All Blacks – history makers

I popped along to the All Blacks parade yesterday.

Dan, Richie, the Cup, Steve and Ian

It was great to see the team and the lovely gold trophy up fairly close – and to see so many people come out to cheer a champion team! I did some enthusiastic waving and Dan Carter waved back in my general direction! My photos aren’t great but they give an impression of the event.

Brodie Retallick and Beauden Barrett (I think) behind.

For more images of the parade and event in Hagley Park, as well as reporting from round the world the on the Rugby World Cup, why not take a look a papers from around the world, including the Press from the last few weeks in PressDisplay.

If the back to back World Cup wins has inspired you to find out more, we have heaps of books about the All Blacks.  Some of the older titles may well only be available reference only at Central Library Manchester‘s Aotearoa New Zealand Centre.

Check out our page on rugby, including our one on its history in Christchurch.

The construction workers at the Arts' Centre had an excellent view.
The construction workers at the Arts’ Centre had an excellent view.

122 days at sea: the log book of the ship Mirage

A new addition to our digital collection is the Log book of the ship Mirage : a shipboard diary kept by C.E.D. Goff, 1864.

The Mirage was a 718 tonne “magnificent clipper”. The ship’s log tells the story of its journey from London that began on 6 May 1864.
Mirage logbook

By page 43 of the log book (p.26 in the digitised log book) they are crossing the Equator – there  are antics involving a red, white, and blue pole, a doctor, a bottle, and throwing water on everyone.

And on Monday 5 September 1864

Here we are thank God safe after being out 122 days from docks – only 1 day short of 4 months –

 

After this trip, the Mirage went to Japan (according to this advert in The Lyttelton Times, 20 October 1864)

Papers Past can be used to track down more about the Mirage and its passengers.  On 1 November 1864, James Davis was charged with desertion from the ship and sentenced to 21 weeks hard labour.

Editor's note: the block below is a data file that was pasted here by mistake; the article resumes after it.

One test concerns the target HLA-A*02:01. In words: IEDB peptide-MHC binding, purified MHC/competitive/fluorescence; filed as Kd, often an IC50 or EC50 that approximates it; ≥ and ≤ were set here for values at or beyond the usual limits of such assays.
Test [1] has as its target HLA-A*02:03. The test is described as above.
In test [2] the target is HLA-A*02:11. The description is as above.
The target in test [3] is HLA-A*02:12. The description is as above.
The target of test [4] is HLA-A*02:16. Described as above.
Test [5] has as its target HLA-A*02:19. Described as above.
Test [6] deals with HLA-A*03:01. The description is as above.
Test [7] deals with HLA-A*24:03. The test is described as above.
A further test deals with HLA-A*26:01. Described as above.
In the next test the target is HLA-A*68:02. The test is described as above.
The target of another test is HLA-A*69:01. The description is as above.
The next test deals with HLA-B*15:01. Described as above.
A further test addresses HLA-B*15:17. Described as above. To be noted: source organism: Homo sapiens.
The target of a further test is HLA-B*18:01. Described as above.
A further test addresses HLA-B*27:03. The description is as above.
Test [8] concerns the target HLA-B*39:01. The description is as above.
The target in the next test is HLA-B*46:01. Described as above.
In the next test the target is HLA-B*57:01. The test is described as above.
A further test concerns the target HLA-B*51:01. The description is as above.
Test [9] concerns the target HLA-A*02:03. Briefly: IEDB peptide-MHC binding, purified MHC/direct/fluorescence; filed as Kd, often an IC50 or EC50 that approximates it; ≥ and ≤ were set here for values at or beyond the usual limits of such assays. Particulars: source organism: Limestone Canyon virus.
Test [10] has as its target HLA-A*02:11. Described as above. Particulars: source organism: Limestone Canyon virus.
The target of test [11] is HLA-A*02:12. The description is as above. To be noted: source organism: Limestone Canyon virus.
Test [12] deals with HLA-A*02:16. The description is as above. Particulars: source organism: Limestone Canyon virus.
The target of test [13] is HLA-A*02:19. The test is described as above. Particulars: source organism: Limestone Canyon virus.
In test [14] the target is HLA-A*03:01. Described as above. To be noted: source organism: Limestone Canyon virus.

Some people who settled here from the Mirage:

Log book of the ship Mirage : a shipboard diary kept by C.E.D. Goff, 1864.
The diary includes biographical information, a passenger list and information about the crew. Charles Edward Davis Goff (also called Davis-Goff) was born in Ireland in 1844. He came out to Canterbury on the Mirage in 1864 at the age of twenty. In 1868 he married Elizabeth Brydon in Marlborough. They lived first in Renwick, then in Picton, where Charles Goff died in 1879, aged thirty-five.

Recent necrology, October 2015

Some well-known people who have died recently

  • Cover of Going DutchDavid Cesarani, 1956-2015
    Holocaust historian who wrote an acclaimed study of Eichmann
  • Denis Healey, 1917-2015
    Formidable Labour minister and political bruiser who combined a fierce intellect with uncompromising outspokenness
  • Cover of The Fifth WomanLisa Jardine, 1944-2015
    Historian and broadcaster whose intellectual curiosity straddled the arts and sciences from the Renaissance to human fertilisation
  • Cover of I Wanted A PonyMaureen O’Hara, 1920-2015
    Actress who enjoyed a fiery screen partnership with John Wayne during Hollywood’s golden age
  • Diana Pullein-Thompson, 1925-2015
    One of a trio of horse-mad sisters whose name became synonymous with children’s pony books

Parihaka – We look for Peace and we find War

“Taking as their symbol the white feather, the chiefs Te Whiti and Tohu led Parihaka in one of the worlds first-recorded campaigns of passive resistance”

                                                                                   Ask That Mountain – Dick Smith

coverParihaka settlement lies in the Taranaki region of Aotearoa, located between Mount Taranaki and the Tasman Sea. In the late 1800s, Parihaka was reputed to be the largest Māori village in New Zealand with a population of about 1500 and was described as the most populous and prosperous Māori settlement in the country. Parihaka had its own police force, bakery and bank and used advanced agricultural machinery. The village was founded in about 1866 by Māori chiefs Te Whiti o Rongomai and Tohu Kakahi on land seized by the government during the unlawful post war land confiscations of the 1860s.

Parihaka, the principal Maori stronghold in New Zealand, is an enormous native town of quite an imposing character….I never before saw such number of Maoris. It was such a picturesque sight, such gay colours, fine-looking men and pretty girls.

– Mary Dobie, The Graphic, 1881

                                                                           – Ask That Mountain – Dick Scott

At dawn on 5 November 1881, 1600 troops and militia entered the Parihaka settlement, many on horseback. Although troops were met by hundreds of tamariki skipping, singing and offering food they, nevertheless, continued with their attack. In her book Days of Darkness on page 218, historian Hazel Riseborough claims:

“Europeans were concerned about their superiority and dominance which, it seemed to them, could be assured only by destroying Te Whiti’s mana. As long as he remained at Parihaka he constituted a threat to European supremacy in that he offered his people an alternative to the way of life the European sought to impose on them.”

The military assault on Parihaka with all its ensuing atrocities mark the 5th November, for many, as being the blackest day in New Zealands history.

The following 30 minute Photographic Survey was produced by Taranaki Museum in 1981